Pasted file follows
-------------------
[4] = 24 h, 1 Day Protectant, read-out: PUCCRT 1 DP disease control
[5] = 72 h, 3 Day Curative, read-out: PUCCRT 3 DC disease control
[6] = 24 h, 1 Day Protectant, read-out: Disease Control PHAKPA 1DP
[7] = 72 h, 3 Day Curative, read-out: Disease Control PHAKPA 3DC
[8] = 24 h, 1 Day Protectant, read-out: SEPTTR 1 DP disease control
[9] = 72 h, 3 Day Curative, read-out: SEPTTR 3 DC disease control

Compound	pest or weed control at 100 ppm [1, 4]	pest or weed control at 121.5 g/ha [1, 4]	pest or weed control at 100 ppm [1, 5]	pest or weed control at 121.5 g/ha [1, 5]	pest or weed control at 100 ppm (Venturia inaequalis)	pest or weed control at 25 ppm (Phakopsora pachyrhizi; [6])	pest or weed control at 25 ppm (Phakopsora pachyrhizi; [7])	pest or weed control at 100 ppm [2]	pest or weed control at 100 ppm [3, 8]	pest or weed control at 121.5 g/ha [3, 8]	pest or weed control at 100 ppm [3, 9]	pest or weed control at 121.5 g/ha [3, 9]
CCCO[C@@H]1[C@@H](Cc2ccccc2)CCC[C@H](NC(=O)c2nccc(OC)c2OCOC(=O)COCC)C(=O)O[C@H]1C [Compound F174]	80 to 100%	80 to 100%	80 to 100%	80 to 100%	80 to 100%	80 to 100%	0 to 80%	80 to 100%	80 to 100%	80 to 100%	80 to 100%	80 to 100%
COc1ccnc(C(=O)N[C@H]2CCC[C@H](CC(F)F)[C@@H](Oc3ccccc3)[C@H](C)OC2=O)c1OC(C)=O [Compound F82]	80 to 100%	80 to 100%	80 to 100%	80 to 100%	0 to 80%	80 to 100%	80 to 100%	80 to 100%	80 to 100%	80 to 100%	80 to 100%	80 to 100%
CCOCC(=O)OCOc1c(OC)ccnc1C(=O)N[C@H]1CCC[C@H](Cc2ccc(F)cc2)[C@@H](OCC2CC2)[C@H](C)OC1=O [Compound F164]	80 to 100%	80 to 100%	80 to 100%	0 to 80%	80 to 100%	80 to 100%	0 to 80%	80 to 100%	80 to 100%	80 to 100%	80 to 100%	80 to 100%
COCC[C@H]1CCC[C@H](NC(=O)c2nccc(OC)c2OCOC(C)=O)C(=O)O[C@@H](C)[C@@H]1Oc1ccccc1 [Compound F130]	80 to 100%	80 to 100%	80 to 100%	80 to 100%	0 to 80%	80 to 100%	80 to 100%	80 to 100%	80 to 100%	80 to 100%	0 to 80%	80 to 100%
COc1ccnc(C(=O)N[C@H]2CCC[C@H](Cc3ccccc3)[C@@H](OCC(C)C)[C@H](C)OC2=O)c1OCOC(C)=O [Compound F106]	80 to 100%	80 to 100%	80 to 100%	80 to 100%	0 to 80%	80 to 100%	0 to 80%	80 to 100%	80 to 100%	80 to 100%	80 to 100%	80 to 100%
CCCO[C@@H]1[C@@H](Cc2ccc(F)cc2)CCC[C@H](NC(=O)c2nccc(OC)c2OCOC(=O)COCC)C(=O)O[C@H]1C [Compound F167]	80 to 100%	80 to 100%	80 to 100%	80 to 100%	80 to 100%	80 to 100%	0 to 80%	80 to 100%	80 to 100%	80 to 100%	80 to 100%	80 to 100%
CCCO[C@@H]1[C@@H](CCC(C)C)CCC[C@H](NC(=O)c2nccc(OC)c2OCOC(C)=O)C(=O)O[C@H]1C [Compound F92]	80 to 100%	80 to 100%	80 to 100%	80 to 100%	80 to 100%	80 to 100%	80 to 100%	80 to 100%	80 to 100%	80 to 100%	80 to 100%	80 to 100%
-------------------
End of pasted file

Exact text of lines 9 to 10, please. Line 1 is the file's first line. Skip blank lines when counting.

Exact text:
COc1ccnc(C(=O)N[C@H]2CCC[C@H](CC(F)F)[C@@H](Oc3ccccc3)[C@H](C)OC2=O)c1OC(C)=O [Compound F82]	80 to 100%	80 to 100%	80 to 100%	80 to 100%	0 to 80%	80 to 100%	80 to 100%	80 to 100%	80 to 100%	80 to 100%	80 to 100%	80 to 100%
CCOCC(=O)OCOc1c(OC)ccnc1C(=O)N[C@H]1CCC[C@H](Cc2ccc(F)cc2)[C@@H](OCC2CC2)[C@H](C)OC1=O [Compound F164]	80 to 100%	80 to 100%	80 to 100%	0 to 80%	80 to 100%	80 to 100%	0 to 80%	80 to 100%	80 to 100%	80 to 100%	80 to 100%	80 to 100%